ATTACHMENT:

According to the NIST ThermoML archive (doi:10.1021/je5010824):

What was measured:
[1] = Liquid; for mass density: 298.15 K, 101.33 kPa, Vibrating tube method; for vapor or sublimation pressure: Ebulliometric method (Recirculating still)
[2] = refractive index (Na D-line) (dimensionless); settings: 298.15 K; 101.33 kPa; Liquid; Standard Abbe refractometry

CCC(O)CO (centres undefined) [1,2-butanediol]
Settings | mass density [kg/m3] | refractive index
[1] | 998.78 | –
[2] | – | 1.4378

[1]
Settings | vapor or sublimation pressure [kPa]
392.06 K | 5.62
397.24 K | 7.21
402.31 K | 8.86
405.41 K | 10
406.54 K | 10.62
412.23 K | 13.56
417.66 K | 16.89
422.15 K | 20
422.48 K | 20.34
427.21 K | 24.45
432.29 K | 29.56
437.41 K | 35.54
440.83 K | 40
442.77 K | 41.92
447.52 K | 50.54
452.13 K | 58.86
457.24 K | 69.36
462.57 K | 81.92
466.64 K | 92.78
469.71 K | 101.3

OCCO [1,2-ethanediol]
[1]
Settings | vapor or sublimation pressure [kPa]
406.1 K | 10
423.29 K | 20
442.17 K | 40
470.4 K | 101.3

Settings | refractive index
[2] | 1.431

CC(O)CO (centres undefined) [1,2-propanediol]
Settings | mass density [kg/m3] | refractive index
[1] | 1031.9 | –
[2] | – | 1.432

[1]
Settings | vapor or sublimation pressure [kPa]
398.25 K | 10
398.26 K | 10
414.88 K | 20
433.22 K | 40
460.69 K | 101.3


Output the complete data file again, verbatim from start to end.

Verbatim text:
According to the NIST ThermoML archive (doi:10.1021/je5010824):

What was measured:
[1] = Liquid; for mass density: 298.15 K, 101.33 kPa, Vibrating tube method; for vapor or sublimation pressure: Ebulliometric method (Recirculating still)
[2] = refractive index (Na D-line) (dimensionless); settings: 298.15 K; 101.33 kPa; Liquid; Standard Abbe refractometry

CCC(O)CO (centres undefined) [1,2-butanediol]
Settings | mass density [kg/m3] | refractive index
[1] | 998.78 | –
[2] | – | 1.4378

[1]
Settings | vapor or sublimation pressure [kPa]
392.06 K | 5.62
397.24 K | 7.21
402.31 K | 8.86
405.41 K | 10
406.54 K | 10.62
412.23 K | 13.56
417.66 K | 16.89
422.15 K | 20
422.48 K | 20.34
427.21 K | 24.45
432.29 K | 29.56
437.41 K | 35.54
440.83 K | 40
442.77 K | 41.92
447.52 K | 50.54
452.13 K | 58.86
457.24 K | 69.36
462.57 K | 81.92
466.64 K | 92.78
469.71 K | 101.3

OCCO [1,2-ethanediol]
[1]
Settings | vapor or sublimation pressure [kPa]
406.1 K | 10
423.29 K | 20
442.17 K | 40
470.4 K | 101.3

Settings | refractive index
[2] | 1.431

CC(O)CO (centres undefined) [1,2-propanediol]
Settings | mass density [kg/m3] | refractive index
[1] | 1031.9 | –
[2] | – | 1.432

[1]
Settings | vapor or sublimation pressure [kPa]
398.25 K | 10
398.26 K | 10
414.88 K | 20
433.22 K | 40
460.69 K | 101.3